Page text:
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Coal Ash Waste – Call the House Committee now

Tell them that the testimony being given is based upon false premises and they should not vote for HR 2273 when the Committee hearing resumes at 3 pm EST.

According to the National Academy of Science (NAS) Coal Combustion Residues or waste (CCR’s) contain numerous hazardous metals and substances with hazardous characteristics including arsenic, lead, selenium, mercury, chlorides and sulfates. (The National Research Council (NRC), Managing Coal Combustion Residues in Mines, March 2006, pp. 27-57)

A recent report cites hexavalent chromium as another toxic by-product of CCR’s

These pollutants can cause cancer, birth defects, reproductive problems, damage to the nervous system and kidneys, and learning disabilities in children.  Similar to lye, CCR’s can be caustic enough to burn the skin on contact.  CCR’s can decimate fish, bird and amphibian populations by causing developmental problems such as tadpoles born without teeth, or fish with severe spinal deformities.  CCR’s have been associated with the deaths of livestock and wildlife.

According to the U.S. Environmental Protection Agency (EPA), a waste is “hazardous” if it leaches toxic chemicals, like arsenic or selenium, above a certain threshold when tested using the Toxicity Characteristic Leaching Procedure (TCLP).

Using the TCLP, coal ash rarely exceeds this threshold.  The EPA’s Science Advisory Board and the National Academy of Sciences have determined that the TCLP does not accurately predict the toxicity of coal ash.

National Research Council, Managing Coal Combustion Residues in Mines, 2006, pages 150-152.  Also see U.S. EPA Science Advisory Board, Waste Leachability: The Need for Review of Current Agency Procedures, EPA-SAB-EEC-COM-99-002, Washington, DC, 1999, and Leachability Phenomena: Recommendations and Rationale for Analysis of Contaminant Release by the Environmental Engineering Committee, EPA-SAB-EEC-92-003, Washington, DC, 1991.

When EPA tests coal ash using the new, more accurate Leaching Environment Assessment Framework (LEAF), the resulting leachate can exceed by many times these hazardous waste thresholds.  For example, when tested with EPA’s new, more accurate test, coal ash leached arsenic at 1,800 times the federal drinking water standard and over 3 times the hazardous waste threshold. The new test revealed selenium leached from one coal ash 580 times the drinking water standard and 29 times the hazardous waste threshold.

U.S. EPA, Characterization of Coal Combustion Residues from Electric Utilities – Leaching and Characterization Data. EPA-600/R-09/151, Dec. 2009, http://www.epa.gov/nrmrl/pubs/600r09151/600r09151.html,  pages xii, xiv, 133, 135, 138 and 143.

U.S. EPA, Characterization of Coal Combustion Residues from Electric Utilities – Leaching and Characterization Data. EPA-600/R-09/151, Dec, 2009, http://www.epa.gov/nrmrl/pubs/600r09151/600r09151.html, page xiv, Table ES-2.

EPA’s 2010 risk assessment found the cancer risk from drinking water contaminated with arsenic from coal ash disposed in unlined ponds is as high as 1 in 50 adults, which is 2,000 times EPA’s regulatory goal for acceptable cancer risk.

U.S. EPA, Human and Ecological Risk Assessment of Coal Combustion Wastes, RIN 2050-AE81 April 2010, page 4-7.

In hearings today, members are providing information that minimizes the harm by coal ash waste.  Rep Green is holding that Coal Ash is only an impoundment issue, and Rep. McKinley has testified that all tests show Coal ash is not toxic using a chart that uses ONLY TCLP tests results when the National Academy of Science has twice determined that the TCLP is NOT accurate.   Further, Rep. McKinley has testified that EPA has twice “conclude” that coal ash is not toxic when the EPA stated that if new evidence is presented that shows evidence of damage that it will revisit the determination.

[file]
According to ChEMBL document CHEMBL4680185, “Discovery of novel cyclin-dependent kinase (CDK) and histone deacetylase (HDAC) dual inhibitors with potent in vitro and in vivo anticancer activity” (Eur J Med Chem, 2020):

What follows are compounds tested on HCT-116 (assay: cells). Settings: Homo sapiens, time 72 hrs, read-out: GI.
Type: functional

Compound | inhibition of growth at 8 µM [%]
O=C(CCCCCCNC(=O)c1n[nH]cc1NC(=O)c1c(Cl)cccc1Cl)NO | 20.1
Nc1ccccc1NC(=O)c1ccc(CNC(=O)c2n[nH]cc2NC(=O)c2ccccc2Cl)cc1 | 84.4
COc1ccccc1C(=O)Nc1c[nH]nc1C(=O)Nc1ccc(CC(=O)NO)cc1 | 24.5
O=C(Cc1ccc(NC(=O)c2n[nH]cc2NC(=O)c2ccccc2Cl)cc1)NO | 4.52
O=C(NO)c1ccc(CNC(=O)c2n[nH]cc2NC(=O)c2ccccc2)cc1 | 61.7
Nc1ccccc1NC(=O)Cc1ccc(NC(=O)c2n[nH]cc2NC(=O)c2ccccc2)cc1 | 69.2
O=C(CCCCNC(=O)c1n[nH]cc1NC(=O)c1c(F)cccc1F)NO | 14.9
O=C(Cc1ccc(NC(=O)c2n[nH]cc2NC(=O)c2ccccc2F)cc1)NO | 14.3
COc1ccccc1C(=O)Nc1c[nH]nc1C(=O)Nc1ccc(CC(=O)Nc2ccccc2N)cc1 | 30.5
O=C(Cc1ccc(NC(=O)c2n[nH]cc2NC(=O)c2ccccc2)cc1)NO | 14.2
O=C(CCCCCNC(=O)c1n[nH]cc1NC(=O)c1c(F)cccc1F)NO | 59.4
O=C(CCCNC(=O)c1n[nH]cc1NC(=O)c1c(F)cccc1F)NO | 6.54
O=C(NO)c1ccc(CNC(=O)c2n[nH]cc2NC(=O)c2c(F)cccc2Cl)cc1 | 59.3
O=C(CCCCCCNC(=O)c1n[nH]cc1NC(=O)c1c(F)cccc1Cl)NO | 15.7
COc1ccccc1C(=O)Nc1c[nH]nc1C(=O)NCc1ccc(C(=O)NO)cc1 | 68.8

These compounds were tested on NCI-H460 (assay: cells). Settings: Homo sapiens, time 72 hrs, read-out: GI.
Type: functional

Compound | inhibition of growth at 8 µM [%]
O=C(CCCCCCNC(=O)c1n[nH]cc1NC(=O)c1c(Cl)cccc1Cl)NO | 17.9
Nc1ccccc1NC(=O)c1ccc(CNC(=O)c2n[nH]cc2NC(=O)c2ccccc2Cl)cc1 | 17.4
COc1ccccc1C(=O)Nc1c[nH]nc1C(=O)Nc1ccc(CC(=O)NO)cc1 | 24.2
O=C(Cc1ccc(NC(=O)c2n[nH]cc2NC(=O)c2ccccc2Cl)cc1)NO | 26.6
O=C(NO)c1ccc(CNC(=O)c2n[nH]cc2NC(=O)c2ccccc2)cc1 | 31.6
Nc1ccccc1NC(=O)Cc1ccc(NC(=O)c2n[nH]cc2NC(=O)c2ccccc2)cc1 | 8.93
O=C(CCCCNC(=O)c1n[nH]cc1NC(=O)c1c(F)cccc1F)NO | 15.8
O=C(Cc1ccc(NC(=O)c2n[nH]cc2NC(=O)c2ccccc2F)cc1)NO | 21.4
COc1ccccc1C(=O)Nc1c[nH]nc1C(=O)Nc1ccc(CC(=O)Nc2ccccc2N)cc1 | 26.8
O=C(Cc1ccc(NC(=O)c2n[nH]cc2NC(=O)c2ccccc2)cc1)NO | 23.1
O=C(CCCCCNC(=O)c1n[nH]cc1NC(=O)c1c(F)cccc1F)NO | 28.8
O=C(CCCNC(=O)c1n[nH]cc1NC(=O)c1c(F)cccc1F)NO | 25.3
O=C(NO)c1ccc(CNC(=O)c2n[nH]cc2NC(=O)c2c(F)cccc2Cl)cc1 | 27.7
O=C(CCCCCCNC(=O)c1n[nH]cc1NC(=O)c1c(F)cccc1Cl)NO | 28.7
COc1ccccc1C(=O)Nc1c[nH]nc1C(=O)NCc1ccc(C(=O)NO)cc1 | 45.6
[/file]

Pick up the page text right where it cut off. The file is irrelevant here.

Can you call your legislators and explain that the testimony being given is based upon false premises.

US House Energy and Commerce Committee

Republican Members, 112th CongressCliff Stearns (FL)  202-225-5744       

Fred Upton (MI) 202-225-3761

Joe Barton (TX) 202-225-2002

Ed Whitfield (KY) 202-225-3115

John Shimkus (IL) 202-225-5271

Joseph R. Pitts (PA) 202-225-2411

Mary Bono Mack (CA) 202-225-5330

Greg Walden (OR) 202-225-6730

Lee Terry (NE) 202-225-4155

Mike Rogers (MI) 202-225-4872

Sue Myrick (NC) 202-225-1976

John Sullivan (OK) 202-225-2211

Tim Murphy (PA) 202-225-2301

Michael Burgess (TX) 202-225-7772

Marsha Blackburn (TN) 202-225-2811

Brian P. Bilbray (CA) 202-225-0508

Charles F. Bass (NH) 202-225-5206

Phil Gingrey (GA) 202-225-2931

Steve Scalise (LA) 202-225-3015

Bob Latta (OH) 202-225-5206

Cathy McMorris Rodgers (WA) 202-225-2006  

Gregg Harper (MS) 202-225-5031                 

Leonard Lance (NJ) 202-225-5361

Bill Cassidy (LA) 202-225-3901

Brett Guthrie (KY) 202-225-3501

Pete Olson (TX) 202-225-5951

David McKinley (WV) 202-225-4172            

Cory Gardner (CO) 202-225-4676

Mike Pompeo (KS) 202-225-6216

Adam Kinzinger (IL) 202-225-3635

Morgan Griffith (VA) 202-225-3861

Democrat Members, 112th CongressHenry A. Waxman (CA) 202-225-3976

John D. Dingell (MI) 202-225-4071

Edward J. Markey (MA) 202-225-2836

Edolphus Towns (NY) 202-225-5936

Frank Pallone, Jr. (NJ) 202-225-4671

Bobby L. Rush (IL) 202-225-4372

Anna G. Eshoo (CA) 202-225-8104

Eliot L. Engel (NY) 202-225-2464

Gene Green (TX) 202-225-1688

Diana DeGette (CO) 202-225-4431

Lois Capps (CA) 202-225-3601

Michael F. Doyle (PA) 202-225-2135

Jan Schakowsky (IL) 202-225-2111

Charles A. Gonzalez (TX) 202-225-3236

Jay Inslee (WA) 202-225-6311

Tammy Baldwin (WI) 202-225-2906

Mike Ross (AR) 202-225-3772

Jim Matheson (UT) 202-225-3011

G. K. Butterfield (NC) 202-225-3101   

John Barrow (GA) 202-225-2823

Doris O. Matsui (CA) 202-225-7163 Kathy Castor (FL) 202-225-3376 Donna Christensen (VI)